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Colin Callender exits HBO

HBO Films head departs after 20-year run

Signifying another major change at HBO, longtime pay cabler exec Colin Callender is departing after a 21-year run.

The HBO Films president, who announced his departure Tuesday, said he plans to launch his own entertainment and content shingle next year.

Exec won’t be replaced; instead, his lieutenants will be bumped up to lead their respective departments: Kary Antholis will become president, HBO Miniseries, and Len Amato will become president, HBO Films.

Both Antholis and Amato will now report to programming group/West Coast operations prexy Michael Lombardo.

News of Callender’s ankling isn’t a complete surprise; his potential departure had been rumored since last year’s executive shuffle at the channel, when he was among the contenders to lead HBO in the wake of Chris Albrecht’s hasty exit. Channel instead went with a team led by CEO Bill Nelson, as well as Richard Plepler and Lombardo.

Since then, it’s been understood that Callender has been itching to explore other opportunities.

Move also comes several months after Picturehouse — the theatrical label run by HBO and New Line — was shut down. But Callender said HBO Films’ exit from the feature business didn’t play a role in his departure.

“I want to return to my entrepreneurial roots and capitalize on my experience as a producer,” Callender said. “The truth is, there’s been one constant that’s shaped my career, and that’s change. And the industry is at another key inflection point, the marriage of traditional entertainment and new digital content.”

The exec said he’ll reveal details of his new venture next year but said there will be a strong digital component. Callender will stick around HBO for a bit longer to help with the executive transition, he said; beyond that, there will be no formal ties.

According to Callender, he hasn’t signed a production deal or first-look arrangement with HBO. But both sides said they’re open to working together on new projects.

“I think it’s obvious we’re disappointed; Colin has been a huge part of this company for a long time,” said HBO co-president Plepler. “He made an enormous contribution here. It’s our hope and expectation (that) there will be many joint collaborations with Colin’s new company.”

Callender’s departure reps the latest shuffle at the channel, which had remained relatively stable in the exec department until Albrecht’s exit. Earlier this year, longtime HBO Entertainment topper Carolyn Strauss transitioned to a production gig; former UTA partner Sue Naegle was tapped to fill that job.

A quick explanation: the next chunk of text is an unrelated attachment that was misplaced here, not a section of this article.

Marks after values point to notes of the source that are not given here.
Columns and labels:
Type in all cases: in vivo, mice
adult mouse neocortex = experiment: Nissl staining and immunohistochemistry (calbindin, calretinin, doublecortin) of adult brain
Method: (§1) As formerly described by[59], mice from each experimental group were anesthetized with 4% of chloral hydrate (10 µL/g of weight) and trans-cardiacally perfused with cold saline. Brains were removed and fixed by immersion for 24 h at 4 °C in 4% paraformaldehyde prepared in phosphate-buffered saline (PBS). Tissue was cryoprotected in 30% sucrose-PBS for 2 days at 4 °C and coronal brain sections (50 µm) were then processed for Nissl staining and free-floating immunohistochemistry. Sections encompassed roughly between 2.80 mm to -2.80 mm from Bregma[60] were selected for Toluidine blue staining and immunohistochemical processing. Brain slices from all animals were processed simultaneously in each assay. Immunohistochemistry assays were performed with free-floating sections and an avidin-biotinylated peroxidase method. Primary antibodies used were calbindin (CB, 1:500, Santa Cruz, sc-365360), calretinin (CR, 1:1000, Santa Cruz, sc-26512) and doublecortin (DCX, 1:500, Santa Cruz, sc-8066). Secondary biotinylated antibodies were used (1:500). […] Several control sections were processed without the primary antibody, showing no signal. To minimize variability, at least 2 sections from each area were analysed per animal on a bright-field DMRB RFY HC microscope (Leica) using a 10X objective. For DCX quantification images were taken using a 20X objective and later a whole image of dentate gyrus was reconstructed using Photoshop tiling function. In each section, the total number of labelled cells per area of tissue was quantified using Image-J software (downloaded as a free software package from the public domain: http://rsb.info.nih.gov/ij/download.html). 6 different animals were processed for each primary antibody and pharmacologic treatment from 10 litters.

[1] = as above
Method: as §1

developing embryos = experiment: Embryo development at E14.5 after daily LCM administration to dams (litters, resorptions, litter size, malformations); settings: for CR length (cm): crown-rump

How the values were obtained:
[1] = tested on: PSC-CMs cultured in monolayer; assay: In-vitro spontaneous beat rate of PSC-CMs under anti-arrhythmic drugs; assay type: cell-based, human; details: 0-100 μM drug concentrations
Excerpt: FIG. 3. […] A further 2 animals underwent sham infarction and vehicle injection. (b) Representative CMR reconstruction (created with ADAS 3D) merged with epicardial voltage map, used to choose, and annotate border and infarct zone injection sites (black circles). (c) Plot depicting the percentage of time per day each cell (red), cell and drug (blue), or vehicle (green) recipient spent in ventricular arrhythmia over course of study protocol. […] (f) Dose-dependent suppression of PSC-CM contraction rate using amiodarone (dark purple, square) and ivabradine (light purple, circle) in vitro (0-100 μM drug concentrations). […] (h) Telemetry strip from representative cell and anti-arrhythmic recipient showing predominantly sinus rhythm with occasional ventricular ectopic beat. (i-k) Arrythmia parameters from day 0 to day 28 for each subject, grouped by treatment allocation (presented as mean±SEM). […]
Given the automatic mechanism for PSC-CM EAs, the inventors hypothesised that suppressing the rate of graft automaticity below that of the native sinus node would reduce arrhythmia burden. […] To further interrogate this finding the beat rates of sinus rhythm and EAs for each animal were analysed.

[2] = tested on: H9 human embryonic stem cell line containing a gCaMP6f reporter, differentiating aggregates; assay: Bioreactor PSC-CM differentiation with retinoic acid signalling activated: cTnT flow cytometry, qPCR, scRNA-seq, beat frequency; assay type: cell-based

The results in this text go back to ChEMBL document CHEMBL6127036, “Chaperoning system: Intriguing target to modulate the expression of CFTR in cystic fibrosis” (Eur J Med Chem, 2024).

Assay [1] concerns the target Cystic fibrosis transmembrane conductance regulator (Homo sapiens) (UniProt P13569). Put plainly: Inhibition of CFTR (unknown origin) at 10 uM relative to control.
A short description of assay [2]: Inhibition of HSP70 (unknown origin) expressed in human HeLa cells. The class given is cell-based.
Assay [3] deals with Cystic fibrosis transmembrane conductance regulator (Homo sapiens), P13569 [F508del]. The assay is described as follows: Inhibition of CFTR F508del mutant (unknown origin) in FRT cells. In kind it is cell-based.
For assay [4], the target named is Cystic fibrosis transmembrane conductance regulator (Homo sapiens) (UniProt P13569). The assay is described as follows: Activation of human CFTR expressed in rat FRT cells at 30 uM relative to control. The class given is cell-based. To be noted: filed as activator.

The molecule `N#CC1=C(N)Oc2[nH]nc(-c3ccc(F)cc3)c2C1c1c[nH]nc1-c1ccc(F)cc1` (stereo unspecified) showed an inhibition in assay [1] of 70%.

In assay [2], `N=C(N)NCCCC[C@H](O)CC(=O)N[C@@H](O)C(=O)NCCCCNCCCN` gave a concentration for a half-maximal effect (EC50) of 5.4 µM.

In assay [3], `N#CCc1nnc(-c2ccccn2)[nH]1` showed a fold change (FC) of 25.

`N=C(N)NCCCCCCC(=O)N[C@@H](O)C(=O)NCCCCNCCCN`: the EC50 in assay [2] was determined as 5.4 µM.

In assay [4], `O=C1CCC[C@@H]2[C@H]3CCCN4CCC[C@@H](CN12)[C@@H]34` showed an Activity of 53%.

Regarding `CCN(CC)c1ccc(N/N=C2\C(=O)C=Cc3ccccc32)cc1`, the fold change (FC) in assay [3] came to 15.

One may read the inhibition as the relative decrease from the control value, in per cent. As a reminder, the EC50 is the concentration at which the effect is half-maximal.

But unlike the channel’s series stable — which had hit a bumpy road following the retirement of staples such as “The Sopranos” and “Sex and the City” — HBO’s longform output has remained consistent.

Callender’s coming off another banner Emmy season, as HBO scored a record-setting 13 wins for the longform “John Adams,” including miniseries, as well as three for “Recount,” including made-for-TV movie.

Callender first joined HBO in 1987 as exec producer of “HBO Showcase.” He was later named head of HBO NYC Prods. As HBO Films topper since 1999, he’s overseen development and production for films and miniseries for the network (and until recently, theatrical films as well).

Under Callender’s watch, HBO longforms have scored 84 Emmy Awards and 26 Golden Globes. His output has included “Miss Evers’ Boys,” “Conspiracy,” “The Gathering Storm,” “Elephant,” “Angels in America” and “Maria Full of Grace.”

Prior to HBO, Callender was an independent producer in the U.K., winning his first Emmy in 1983 for the nine-hour TV adaptation of the Royal Shakespeare Co.’s “The Life and Adventures of Nicholas Nickleby.”

As for Amato, exec had been senior veep of HBO Films since March 2007, serving as an exec producer on “Recount.” He joined the pay cabler from Spring Creek Prods., where he was president. Antholis joined HBO in November 2004 and has served as senior VP of HBO films and miniseries, handling projects such as “John Adams” and “The Pacific.”

“I leave the division in very good hands,” Callender said. “We’ve got ‘The Pacific’ coming up and a strong slate of movies in the coming year.”

Plepler and Lombardo reaffirmed their commitment to the longform genre despite Callender’s departure and the elimination of Picturehouse.

“Clearly, there was a time we were producing for Picturehouse as well as the service, so our volume went up,” Lombardo said. “But we have a full slate for next year, including our most expensive mini (‘The Pacific’) ever in post. We’re looking for the next major miniseries as well. Don’t read into this that there’s any change in our investment in longforms. It’s a vital part of HBO.”

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